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How One Artist Creates Accessible Artworks Through Interactive Installations.

Clarke Reynolds.

Published on Google’s Small Business Stories.

“Please DO Touch”. That’s the message artists Clarke Reynolds would like displayed alognside his artworks as the world moves back to visiting galleries in person. After losing vision in one eye as a child, then experiencing worsening vision loss in recent years, the Portsmouth-based artist has pursued his dream of being an artist by using sound, textures, and textiles as his canvas – and achieved international recognition and success with the help from Google Digital Garage.

He joined MaMoMi many months ago and is a big part of our planning for a November mixed media exhibition to be announced in a few months.

Read the full article via this link 

#ClarkeReynolds #SeeingWithoutSeeing

Tate Modern Tour
Audio description tour: Kara Walker

Image: ​Kara Walker Fons Americanus 2019 | Photo credit: Matt Greenwood © Tate​

Blind and Partially Sighted visitors are invited to an Audio Description tour of Kara Walker’s 2019 Hyundai Commission.

Join Ruby Maddock and Andrew Mashigo for an audio described tour of this years’ Hyundai Commission.

Fons Americanus is a 13-metre tall working fountain inspired by the Victoria Memorial in front of Buckingham Palace, London.

Rather than a celebration of the British Empire, Kara Walker’s fountain explores the interconnected histories of Africa, America and Europe. She uses water as a key theme, referring to the transatlantic slave trade and the ambitions, fates and tragedies of people from these three continents. Fantasy, fact and fiction meet at an epic scale.

Seats and hearing support equipment will be provided.

This sculpture is installed in the Turbine Hall.

Please meet at the Clore Hub on level O.

London SE1 9TG

ZSL London Zoo
A new Community Access Scheme

The humboldt penguin at ZSL London Zoo

Image: The Humboldt Penguin | Image credit: ZSL London Zoo

ZSL London Zoo’s Community Access Scheme partners with organisations who work with local families on a low income, people with additional needs and disabilities and older people to provide an affordable opportunity for their service users to enjoy a day at ZSL London Zoo.

Organisations can apply online for an allocation of heavily subsidised tickets to share with service users to use within 12 months. The aim of the scheme is to help overcome some of the barriers that these individuals face which includes the price of entry as well providing information to help individuals plan ahead so they can relax and enjoy their day. Please refer to the eligibility criteria and additional information below before applying to ensure that your organisation is eligible. If you are an individual please consider asking the eligible groups and networks you are part of to apply.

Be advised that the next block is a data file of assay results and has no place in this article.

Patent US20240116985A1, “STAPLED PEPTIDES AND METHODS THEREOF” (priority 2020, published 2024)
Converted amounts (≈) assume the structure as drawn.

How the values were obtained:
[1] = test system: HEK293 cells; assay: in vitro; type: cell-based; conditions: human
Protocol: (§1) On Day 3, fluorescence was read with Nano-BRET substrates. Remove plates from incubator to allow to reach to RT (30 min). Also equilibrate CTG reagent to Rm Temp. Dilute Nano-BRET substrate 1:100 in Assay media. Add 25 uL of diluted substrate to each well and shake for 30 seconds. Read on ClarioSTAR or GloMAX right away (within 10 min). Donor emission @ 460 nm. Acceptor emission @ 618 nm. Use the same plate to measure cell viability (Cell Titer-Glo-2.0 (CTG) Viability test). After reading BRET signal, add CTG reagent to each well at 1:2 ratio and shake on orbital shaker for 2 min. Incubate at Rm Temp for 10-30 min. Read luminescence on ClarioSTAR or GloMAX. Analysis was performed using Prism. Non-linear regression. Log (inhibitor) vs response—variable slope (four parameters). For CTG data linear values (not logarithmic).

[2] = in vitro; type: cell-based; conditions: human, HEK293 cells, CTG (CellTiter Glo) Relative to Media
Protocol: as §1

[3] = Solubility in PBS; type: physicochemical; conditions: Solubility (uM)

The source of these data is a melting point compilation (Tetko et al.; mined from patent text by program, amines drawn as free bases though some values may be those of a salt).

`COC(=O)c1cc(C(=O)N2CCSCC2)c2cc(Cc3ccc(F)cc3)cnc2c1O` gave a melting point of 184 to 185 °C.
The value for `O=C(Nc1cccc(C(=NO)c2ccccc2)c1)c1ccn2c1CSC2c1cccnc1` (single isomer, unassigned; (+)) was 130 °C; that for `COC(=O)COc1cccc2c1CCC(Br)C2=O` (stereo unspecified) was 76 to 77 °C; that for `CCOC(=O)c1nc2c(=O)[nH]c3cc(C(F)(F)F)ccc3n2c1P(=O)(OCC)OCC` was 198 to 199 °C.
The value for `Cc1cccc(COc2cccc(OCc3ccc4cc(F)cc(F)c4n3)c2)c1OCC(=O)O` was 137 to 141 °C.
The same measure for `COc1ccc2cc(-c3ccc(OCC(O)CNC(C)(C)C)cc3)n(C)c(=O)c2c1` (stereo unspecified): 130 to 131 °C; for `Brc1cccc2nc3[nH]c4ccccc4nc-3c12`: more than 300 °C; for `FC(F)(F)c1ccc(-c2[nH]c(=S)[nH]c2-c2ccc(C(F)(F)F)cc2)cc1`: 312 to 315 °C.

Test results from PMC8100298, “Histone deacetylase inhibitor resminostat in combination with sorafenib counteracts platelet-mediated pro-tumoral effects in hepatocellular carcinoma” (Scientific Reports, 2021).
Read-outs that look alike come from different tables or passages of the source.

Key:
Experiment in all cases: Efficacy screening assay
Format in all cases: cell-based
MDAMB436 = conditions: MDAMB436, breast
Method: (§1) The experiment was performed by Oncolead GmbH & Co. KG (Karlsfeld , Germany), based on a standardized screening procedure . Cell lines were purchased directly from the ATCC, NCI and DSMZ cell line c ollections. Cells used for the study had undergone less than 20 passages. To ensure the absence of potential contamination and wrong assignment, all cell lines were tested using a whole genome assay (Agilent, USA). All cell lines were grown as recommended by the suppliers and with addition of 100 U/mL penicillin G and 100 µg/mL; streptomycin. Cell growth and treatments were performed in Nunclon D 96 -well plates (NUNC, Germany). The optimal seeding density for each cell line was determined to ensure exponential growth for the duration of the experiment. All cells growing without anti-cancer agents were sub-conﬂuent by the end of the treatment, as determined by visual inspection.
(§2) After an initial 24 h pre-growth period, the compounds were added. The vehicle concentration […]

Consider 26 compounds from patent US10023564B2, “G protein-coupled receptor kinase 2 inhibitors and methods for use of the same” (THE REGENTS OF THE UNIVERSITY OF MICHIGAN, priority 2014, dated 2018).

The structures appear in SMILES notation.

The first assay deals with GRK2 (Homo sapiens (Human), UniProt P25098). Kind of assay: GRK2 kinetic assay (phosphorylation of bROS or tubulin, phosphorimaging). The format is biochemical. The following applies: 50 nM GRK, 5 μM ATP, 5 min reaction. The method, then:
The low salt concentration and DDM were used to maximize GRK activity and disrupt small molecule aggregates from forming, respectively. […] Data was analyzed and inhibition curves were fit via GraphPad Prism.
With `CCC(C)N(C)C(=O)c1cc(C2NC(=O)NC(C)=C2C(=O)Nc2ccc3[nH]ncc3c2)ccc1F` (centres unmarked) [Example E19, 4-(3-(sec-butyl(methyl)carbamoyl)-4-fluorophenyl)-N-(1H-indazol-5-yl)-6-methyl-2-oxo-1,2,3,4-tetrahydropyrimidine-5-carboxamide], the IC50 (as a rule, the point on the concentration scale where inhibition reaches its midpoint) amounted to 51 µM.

Our Commitment
ZSL London Zoo is committed to learning from partner organisations and individuals so they can make changes and improve the experience of visiting ZSL London Zoo. They, therefore, ask that anyone visiting through the scheme completes a post-visit survey to share their experience, as this feedback will support their plans to make the Zoo accessible for all.

They are offering heavily subsidised, flexible use tickets which will be valid for 12 months, allowing individuals to visit at a time that suits them best. Below is the pricing breakdown per person for organisations purchasing an allocation of tickets (minimum of 10 tickets).

Families on a low income £3.00
People with additional needs and disabilities* £6.50
Older people £6.50

Please note: Tickets will require payment at the time of booking which is after your application has been accepted. The team will call to confirm the number of tickets required and the total price before taking payment details. Tickets will be sent via email for the organisation to distribute to service users.

*Subsidised price includes a free carer.

ZSL London Zoo seeks to provide equal opportunity for all to enjoy the animal exhibits and visitor facilities.


There is a disabled parking bay in front of the entrance to the Zoo, and disabled visitors can also park on the main road for up to four hours. They also have disabled parking spaces in the main car park.


The Zoo is more than 170 years old and contains many old buildings, 12 of which are listed. However, most of the Zoo is accessible for wheelchair users and those with walking difficulties.

Land of the Lions is wheelchair friendly and has a lift available for visitors to use.

Tiger Territory is wheelchair friendly and has a lift available for visitors to access the higher viewing platform.

The Aquarium has wheelchair access via an entrance to the left of the main doorway.

The historic Lubetkin penguin pool (listed Grade 1) has limited viewing for wheelchair users and very small children.

The paths are generally tarmac and there is level or ramped access to most buildings. We should also add that the slopes leading to the two tunnels in the Zoo are rather steep.

Wheelchair Hire

The Zoo has a limited number of wheelchairs available for hire. We recommend booking these in advance by calling the Supporter Services team on 0344 225 1826 or emailing A deposit of £25 will be required, which will be refunded when the wheelchair is returned undamaged.

Mobility Scooter Hire